Shift the mindset around ‘being ready’….

Firdaus: When I talk to my daughter about what she wants to do, she’s very stressed about feeling she needs to know exactly what she’s going to be doing in her career and to educate herself for that. We need to work on that mindset because five years into your work life, you’re not even going to be thinking about what degree you got and from what college. We also need to be allies in saying there should be nothing holding you back from being able to apply for things that you might feel you’re not quite ready for. I believe there should be an exciting and terrifying part to each new role you take, and only then do you know you’re really pushing yourself because otherwise, life would be kind of boring.

Advocate meaningfully for women’s progression…

Laura: Women use software daily, so it doesn’t make sense that men are the only ones building the vast majority of it and helping to evolve the industry. If you are in a leadership position in tech, make sure you are giving women jobs that are important and that have real responsibility, and if you have women on your team who are delivering and have a track record, then expand their responsibilities. Growth doesn’t always necessarily mean they’re applying for a new job; some of this can happen organically along with natural career progression.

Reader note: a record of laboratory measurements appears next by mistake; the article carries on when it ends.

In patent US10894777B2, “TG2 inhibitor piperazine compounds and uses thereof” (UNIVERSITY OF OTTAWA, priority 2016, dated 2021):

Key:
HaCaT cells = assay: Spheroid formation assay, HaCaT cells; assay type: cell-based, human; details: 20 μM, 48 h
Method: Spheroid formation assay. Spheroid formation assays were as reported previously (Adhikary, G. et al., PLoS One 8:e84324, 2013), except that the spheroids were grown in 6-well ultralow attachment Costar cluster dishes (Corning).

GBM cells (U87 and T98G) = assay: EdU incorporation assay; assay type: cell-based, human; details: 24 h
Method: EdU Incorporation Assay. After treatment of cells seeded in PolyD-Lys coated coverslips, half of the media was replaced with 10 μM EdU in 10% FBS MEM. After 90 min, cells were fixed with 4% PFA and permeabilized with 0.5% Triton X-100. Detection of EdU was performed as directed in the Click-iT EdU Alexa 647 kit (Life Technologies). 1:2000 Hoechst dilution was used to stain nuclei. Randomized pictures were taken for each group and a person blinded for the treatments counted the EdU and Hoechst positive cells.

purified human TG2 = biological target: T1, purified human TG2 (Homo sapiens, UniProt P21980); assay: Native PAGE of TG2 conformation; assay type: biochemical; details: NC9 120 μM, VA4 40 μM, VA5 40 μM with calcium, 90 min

Encourage more ‘manbassadors’…

Laura: We need male allies to increase diversity in the workplace and what some of my girlfriends and I affectionately call – ‘manbassadors’. Firdaus is a good example of this—the first time I met him, he was talking about what a strong woman his wife was, and a man that surrounds himself with strong women and isn’t intimidated by them is probably going to be a better ‘manbassador’ than someone paying lip service. It’s really important; we can’t do it alone. We need those people who will lock arms with us and say, ‘This is important because women are strong, talented, intelligent and here to make a difference’.

Go out to find the talent if it’s not coming to you…

Firdaus: Around diversity and hiring, I often hear excuses like, ‘Oh, we didn’t get enough resumes’ or ‘we didn’t find enough people’. If that’s the case, you’re just not looking hard enough or in the right places, and you are definitely not making the effort that is needed. We need to find those women who are not advocating for themselves, and we also need to keep going out into the communities working with women at a younger age to make sure that the numbers are there that the technology industry needs to be sustainable.